Inspired by her own little white lie, Vessey decided to write an e-mail to Weta Workshop, the special-effects company that won four Oscars for its work on the Lord of the Rings trilogy. She wanted to know if the artists might consider building her a tail to help her move more gracefully through the water. Cofounder Sir Richard Taylor's resounding reply: "Yes!" Two years and nearly 800 pro bono hours later, Taylor's team unveiled a six-foot-long neoprene-and-plastic appendage covered in a Lycra sock that sparkles with digitally printed "scales." Now, three Kiwi summers later, Vessey says swimming with the tail is finally starting to seem natural—as if it is actually a part of her.
Richard Taylor: "The tail looks so simple in photographs, but it was unbelievably complicated and expensive to make. We had to get its buoyancy exactly right for Nadya's proportions. And we also wanted the tail to look beautiful and feel feminine. We're pleased with how it came out. Nadya looks very elegant in it. I imagine that for a double amputee, walking might feel a little awkward. But when she gets in the water, she is free."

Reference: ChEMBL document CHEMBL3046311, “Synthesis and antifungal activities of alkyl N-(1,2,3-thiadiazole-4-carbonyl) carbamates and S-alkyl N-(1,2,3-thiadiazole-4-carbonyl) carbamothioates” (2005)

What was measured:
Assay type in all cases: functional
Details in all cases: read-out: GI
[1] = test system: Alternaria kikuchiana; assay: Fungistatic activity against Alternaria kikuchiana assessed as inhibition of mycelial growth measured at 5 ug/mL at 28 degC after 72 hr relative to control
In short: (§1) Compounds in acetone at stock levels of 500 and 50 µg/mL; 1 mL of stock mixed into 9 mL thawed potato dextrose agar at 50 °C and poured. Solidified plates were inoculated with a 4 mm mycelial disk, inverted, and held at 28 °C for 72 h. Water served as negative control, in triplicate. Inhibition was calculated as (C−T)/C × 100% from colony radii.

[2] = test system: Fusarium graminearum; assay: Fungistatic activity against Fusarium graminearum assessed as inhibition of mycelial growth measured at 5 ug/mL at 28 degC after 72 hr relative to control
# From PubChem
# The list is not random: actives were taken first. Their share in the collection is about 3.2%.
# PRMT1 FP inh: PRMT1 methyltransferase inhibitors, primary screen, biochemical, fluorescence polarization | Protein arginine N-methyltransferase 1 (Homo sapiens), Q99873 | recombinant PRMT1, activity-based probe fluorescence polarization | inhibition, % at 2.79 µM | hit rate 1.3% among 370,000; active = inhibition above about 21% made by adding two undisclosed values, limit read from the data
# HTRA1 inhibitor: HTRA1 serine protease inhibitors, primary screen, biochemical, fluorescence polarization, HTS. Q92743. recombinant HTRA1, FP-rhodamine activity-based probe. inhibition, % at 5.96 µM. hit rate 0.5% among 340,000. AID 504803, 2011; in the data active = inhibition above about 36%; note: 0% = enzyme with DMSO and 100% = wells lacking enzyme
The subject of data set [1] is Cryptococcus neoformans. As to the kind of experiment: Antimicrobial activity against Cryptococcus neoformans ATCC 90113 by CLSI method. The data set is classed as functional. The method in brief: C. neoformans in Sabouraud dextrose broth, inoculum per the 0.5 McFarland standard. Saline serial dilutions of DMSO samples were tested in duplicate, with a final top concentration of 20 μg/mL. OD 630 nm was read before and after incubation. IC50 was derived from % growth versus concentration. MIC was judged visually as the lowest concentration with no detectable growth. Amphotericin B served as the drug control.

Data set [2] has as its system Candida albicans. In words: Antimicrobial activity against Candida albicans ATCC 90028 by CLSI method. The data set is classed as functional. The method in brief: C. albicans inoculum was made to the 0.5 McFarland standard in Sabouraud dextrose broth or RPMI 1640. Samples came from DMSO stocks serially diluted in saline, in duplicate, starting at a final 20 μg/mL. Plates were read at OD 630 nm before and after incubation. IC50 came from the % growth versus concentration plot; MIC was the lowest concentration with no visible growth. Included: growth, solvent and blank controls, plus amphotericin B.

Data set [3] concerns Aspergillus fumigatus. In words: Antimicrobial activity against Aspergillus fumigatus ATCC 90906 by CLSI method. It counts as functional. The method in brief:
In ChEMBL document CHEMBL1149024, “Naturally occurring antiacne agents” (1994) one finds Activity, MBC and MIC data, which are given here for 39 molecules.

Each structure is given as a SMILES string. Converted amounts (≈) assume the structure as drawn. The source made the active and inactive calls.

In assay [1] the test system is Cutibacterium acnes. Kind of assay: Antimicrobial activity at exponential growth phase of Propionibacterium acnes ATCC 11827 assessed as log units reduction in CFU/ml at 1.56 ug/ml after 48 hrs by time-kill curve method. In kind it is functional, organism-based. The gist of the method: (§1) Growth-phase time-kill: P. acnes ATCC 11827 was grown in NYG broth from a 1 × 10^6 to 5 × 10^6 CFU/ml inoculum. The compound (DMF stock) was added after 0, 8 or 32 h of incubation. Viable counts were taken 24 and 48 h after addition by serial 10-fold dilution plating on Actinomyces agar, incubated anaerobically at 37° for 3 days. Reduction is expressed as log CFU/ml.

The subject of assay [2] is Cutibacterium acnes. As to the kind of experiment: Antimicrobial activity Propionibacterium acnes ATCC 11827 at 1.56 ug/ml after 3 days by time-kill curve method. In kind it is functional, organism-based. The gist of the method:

Nadya Vessey: "Throughout my life, whenever I needed inspiration, I'd go swimming in the ocean. With my tail, I've learned to swim in a completely new way. I swim faster, and I use my back muscles more. It takes time to adjust to a prosthetic, of course—it has to become part of your body. There's a mental shift that occurs. A limb fitter once made me a pair of legs that fit so right they made me feel like a ballerina. Once I've fully integrated my tail, I expect I'll really feel like a water creature! But the tail isn't just for me; I believe it's meant to bring others joy."
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